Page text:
Overcoming My Fears As I Pick My Next Writing Project

stubborn

Now that my draft of Rapunzel is finished, tidy, and put away to rest, I’m trying to decide which of my other books to work on next. Something I was really looking forward to — re-reading my drafts and picking my next writing project — is turning out to be an unsettling process. Instead of being excited, I’m anxious and afraid.

First, I’m afraid I’ll make a mistake. What if I pick the wrong project, a book I can’t finish? It’s happened before. I abandoned another novel after four years of work. I was in the middle of the fifth draft and got stuck. None of the drafts were complete. I kept starting over, but I couldn’t figure out what was going wrong, so I decided to set it aside. It was a painful time for me, because I loved the main characters and wanted to tell their story, and I felt like I was abandoning them to oblivion.

My last book took over three years to write, another reason to be anxious about my choice. Whatever I pick up next could be my main focus for years. Of course, I’d like to be writing faster, and I think I will. I’m learning from every book I write, and my improved health has helped me speed up. I wrote more than half of my Rapunzel draft in the last six months, and part of that time was spent on research. So my next draft, whatever it is, could take less time. But it’s still a big commitment.

I’m also being overwhelmed by possibilities. Some of my drafts are open-ended and have lots of options. Tough decisions need to be made, and as I am reading, I can think of what I might do, but do not yet know what to do. It’s hard to choose a project before I have the answers to all my questions, but I know I’ll have to.

Fortunately, I’ve run across great reminders this week to help me over these hurdles.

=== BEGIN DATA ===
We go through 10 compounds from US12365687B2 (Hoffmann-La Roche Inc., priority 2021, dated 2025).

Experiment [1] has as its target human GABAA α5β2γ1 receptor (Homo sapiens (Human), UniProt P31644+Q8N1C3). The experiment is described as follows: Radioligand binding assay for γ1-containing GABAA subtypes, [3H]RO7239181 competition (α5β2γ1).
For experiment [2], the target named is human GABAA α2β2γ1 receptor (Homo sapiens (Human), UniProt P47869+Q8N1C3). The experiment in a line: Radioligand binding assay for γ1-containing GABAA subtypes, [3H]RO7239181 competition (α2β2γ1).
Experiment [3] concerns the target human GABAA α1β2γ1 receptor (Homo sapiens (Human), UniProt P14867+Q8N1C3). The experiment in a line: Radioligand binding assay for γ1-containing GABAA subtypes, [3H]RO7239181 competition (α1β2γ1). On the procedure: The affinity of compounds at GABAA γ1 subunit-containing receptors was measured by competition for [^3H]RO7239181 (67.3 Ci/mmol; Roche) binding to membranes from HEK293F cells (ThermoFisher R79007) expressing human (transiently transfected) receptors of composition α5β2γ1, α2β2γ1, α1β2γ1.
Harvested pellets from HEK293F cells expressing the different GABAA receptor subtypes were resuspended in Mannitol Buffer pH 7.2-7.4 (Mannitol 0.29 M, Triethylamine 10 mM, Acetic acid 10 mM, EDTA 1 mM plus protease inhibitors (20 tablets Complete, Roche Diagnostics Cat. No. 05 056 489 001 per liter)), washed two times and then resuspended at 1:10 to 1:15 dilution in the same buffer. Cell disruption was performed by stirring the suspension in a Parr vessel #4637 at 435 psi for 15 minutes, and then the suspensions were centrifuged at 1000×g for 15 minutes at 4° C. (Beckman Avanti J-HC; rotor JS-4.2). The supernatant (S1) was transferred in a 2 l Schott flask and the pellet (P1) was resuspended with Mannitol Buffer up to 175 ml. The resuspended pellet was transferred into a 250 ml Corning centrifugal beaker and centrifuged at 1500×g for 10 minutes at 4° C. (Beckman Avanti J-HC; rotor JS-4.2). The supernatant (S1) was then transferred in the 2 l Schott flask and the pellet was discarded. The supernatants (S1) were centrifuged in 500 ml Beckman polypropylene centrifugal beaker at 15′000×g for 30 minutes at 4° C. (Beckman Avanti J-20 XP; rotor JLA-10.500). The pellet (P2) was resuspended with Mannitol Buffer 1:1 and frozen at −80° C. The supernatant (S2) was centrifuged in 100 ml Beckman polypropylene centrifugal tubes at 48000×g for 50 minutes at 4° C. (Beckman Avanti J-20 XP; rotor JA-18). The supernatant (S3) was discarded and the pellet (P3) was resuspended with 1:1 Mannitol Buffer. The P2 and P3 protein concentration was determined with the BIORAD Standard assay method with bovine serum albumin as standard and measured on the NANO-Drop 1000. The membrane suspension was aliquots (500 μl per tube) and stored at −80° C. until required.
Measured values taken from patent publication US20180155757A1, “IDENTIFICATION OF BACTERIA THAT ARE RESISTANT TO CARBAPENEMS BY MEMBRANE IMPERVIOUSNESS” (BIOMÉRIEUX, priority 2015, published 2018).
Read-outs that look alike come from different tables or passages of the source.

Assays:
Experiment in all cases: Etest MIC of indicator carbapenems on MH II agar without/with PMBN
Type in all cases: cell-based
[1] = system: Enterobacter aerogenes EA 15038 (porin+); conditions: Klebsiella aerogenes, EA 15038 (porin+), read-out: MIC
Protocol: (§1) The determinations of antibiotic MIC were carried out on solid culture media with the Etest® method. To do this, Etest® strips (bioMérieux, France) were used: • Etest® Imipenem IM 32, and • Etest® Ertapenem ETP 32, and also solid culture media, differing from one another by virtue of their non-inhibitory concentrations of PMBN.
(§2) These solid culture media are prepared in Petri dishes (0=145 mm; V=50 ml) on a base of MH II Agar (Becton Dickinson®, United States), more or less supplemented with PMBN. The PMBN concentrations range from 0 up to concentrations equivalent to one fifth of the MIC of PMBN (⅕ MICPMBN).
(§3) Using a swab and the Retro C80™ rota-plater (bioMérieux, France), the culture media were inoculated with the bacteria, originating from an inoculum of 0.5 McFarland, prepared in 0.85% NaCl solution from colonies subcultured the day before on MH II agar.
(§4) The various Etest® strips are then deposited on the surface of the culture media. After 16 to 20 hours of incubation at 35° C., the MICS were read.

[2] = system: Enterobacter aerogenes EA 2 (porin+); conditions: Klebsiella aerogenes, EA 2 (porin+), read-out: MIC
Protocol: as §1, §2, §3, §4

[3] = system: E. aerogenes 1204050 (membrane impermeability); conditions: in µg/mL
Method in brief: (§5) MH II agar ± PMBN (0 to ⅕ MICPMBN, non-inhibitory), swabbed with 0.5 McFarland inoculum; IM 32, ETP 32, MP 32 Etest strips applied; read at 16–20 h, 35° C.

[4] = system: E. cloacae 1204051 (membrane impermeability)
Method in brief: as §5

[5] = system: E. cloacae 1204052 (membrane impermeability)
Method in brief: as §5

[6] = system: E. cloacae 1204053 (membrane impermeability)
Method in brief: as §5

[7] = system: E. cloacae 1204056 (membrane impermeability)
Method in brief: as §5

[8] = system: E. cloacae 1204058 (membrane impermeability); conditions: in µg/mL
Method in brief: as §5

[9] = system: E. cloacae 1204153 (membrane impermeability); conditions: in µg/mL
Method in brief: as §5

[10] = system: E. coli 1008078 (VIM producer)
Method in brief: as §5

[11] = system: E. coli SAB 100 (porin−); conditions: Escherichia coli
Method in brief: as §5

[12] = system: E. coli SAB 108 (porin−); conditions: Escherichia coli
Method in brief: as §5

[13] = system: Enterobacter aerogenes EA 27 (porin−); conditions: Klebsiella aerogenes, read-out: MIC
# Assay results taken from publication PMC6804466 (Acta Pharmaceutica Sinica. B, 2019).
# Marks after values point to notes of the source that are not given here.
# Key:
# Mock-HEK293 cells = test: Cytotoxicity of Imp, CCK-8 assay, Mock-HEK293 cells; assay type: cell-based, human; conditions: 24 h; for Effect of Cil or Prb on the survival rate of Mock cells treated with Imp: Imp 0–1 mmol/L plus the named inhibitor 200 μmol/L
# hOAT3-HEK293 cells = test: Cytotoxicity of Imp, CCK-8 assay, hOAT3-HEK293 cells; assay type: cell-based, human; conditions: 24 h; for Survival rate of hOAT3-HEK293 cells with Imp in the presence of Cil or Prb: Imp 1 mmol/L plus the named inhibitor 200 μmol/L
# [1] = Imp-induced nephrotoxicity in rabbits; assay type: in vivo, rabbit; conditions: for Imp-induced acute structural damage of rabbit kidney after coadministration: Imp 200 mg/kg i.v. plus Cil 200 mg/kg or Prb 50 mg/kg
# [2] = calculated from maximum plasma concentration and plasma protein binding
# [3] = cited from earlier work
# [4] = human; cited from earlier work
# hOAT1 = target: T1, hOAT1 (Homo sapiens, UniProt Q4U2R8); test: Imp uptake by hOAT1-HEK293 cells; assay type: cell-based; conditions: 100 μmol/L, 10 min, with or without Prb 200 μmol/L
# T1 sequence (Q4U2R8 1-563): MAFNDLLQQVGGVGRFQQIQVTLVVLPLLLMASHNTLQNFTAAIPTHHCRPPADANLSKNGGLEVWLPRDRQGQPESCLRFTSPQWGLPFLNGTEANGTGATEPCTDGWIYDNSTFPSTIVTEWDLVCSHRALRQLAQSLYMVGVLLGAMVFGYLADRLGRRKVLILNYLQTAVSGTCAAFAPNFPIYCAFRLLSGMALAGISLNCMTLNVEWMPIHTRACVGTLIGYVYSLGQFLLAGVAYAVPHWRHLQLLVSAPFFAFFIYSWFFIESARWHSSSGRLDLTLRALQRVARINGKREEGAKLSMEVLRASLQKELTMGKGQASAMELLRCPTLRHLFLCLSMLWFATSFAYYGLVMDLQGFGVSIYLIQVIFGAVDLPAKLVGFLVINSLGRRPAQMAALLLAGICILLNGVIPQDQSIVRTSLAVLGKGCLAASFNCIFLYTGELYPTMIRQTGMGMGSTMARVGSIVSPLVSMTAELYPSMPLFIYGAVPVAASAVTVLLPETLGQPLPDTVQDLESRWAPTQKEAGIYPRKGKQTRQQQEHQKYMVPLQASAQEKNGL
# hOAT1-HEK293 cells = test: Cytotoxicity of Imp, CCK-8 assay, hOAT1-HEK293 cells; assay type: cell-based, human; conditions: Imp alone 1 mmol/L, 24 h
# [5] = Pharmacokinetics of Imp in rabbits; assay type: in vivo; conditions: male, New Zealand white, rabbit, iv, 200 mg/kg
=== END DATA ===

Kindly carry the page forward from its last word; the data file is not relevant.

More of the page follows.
A friend was in a terrifying car accident and shared the things it’s taught her. She reminded me that most of what I worry about is not a big deal. So I will pick the book I am most excited about, that seems to have the most potential, and stop worrying so much if it’s the “right” one.

The painter Robert Genn’s post about the post-show blues reminded me that transitioning between big projects is never easy. We have to let go of what we’ve been passionate about and get passionate about something new.

Being between projects also means I’m not doing any creative writing at the moment, which puts me in Norman Mailer’s shoes:

The problem is when you’re not writing you don’t know if you’re lying fallow or if you’ll never write again. — Norman Mailer

The most important thing for me to remember is that I love writing. I know there are difficult days, and I sometimes struggle to find my way, but they are worth slogging through to get to the glorious moments when the ideas are raining out of the sky and I’m chuckling at all the trouble I’m causing my characters.

No matter which project I pick, it’s going to be a lot of work. Time to dust off my stubbornness and get writing.

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Kit Dunsmore